In software, code auditing can be used as a mean to gain trust into a software. Of course closed, proprietary software would complicate this, and require to do reverse engineering. Anyway there seems to be a way for software to eliminate distrust to some extend.
Recent events have once again shown that hardware components in computers have become a powerful attack vector. Indeed the DMA-attack is problematic and can be inside the following hardware components: hard disks and SSDs, PCI, USB devices when they can compromise the USB host controller. Of course the CPUs themselves and the side-microcontrollers, e.g. Intel vPro/AMT/ME can also be backdoored (from a design of IC perspective).
Provided the technology used in manufactoring of the IC it seems doubtful that one can "look into the hardware" in a way that would correspond to the code auditing and or at least the reverse engineering of software.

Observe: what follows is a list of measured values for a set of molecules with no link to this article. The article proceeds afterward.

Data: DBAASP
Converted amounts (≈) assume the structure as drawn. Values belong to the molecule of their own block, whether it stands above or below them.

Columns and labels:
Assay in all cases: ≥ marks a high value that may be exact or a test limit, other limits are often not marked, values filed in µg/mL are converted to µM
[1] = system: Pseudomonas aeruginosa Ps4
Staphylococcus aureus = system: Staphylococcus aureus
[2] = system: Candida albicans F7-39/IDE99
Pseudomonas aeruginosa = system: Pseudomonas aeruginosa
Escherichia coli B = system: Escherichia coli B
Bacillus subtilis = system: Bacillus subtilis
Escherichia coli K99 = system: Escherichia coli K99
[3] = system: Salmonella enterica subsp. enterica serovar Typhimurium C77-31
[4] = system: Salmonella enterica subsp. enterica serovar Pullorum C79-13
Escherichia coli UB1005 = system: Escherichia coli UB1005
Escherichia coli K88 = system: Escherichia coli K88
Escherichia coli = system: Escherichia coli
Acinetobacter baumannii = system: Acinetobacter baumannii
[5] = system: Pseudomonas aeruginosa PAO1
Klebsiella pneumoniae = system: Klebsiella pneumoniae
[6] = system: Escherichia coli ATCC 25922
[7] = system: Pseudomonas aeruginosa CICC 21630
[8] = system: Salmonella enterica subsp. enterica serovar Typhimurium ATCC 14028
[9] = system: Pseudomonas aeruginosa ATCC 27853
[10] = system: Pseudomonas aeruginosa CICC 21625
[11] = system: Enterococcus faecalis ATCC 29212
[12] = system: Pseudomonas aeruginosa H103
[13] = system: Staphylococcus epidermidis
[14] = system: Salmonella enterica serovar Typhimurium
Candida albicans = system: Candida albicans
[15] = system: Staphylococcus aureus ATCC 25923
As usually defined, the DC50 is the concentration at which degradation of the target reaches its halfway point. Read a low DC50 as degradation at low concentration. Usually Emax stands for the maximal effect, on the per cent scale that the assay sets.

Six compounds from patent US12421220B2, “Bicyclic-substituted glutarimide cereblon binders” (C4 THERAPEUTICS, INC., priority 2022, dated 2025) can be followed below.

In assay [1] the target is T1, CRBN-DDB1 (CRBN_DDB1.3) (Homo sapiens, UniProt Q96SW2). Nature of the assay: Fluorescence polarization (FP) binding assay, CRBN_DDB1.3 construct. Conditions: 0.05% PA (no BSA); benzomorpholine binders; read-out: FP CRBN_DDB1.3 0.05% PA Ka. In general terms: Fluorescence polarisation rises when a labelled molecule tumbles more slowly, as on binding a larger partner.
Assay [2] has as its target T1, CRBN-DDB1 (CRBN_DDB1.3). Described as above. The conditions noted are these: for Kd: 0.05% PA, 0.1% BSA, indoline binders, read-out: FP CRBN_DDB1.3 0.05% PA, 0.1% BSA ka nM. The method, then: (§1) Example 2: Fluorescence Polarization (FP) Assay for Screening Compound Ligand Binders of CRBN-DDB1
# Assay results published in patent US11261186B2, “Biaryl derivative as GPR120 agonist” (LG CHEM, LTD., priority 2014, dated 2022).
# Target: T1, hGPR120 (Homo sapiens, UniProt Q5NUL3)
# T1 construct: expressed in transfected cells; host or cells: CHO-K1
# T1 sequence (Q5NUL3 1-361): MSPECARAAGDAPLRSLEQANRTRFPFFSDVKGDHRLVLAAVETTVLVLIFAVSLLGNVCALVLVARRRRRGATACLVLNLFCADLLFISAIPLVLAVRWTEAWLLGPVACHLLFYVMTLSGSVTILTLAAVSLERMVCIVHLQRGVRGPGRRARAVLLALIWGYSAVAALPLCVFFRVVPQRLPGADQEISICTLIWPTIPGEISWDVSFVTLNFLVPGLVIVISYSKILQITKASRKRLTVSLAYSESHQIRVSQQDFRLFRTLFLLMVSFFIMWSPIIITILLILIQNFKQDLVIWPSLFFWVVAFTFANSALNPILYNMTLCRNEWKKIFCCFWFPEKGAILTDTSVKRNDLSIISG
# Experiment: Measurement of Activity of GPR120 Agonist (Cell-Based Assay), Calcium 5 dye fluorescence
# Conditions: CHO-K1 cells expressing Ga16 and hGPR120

Are there some best practises developed to audit hardware to some extend against malicious backdoors?
The current way I have found to mitigate the risk of hardware is to connect them with airgaping components or configure them with hardware jumpers, hence providing some sort of isolation. Obviously this is the exact opposite of what an integrated circuit or a SoC (System on Chip) are conceived for.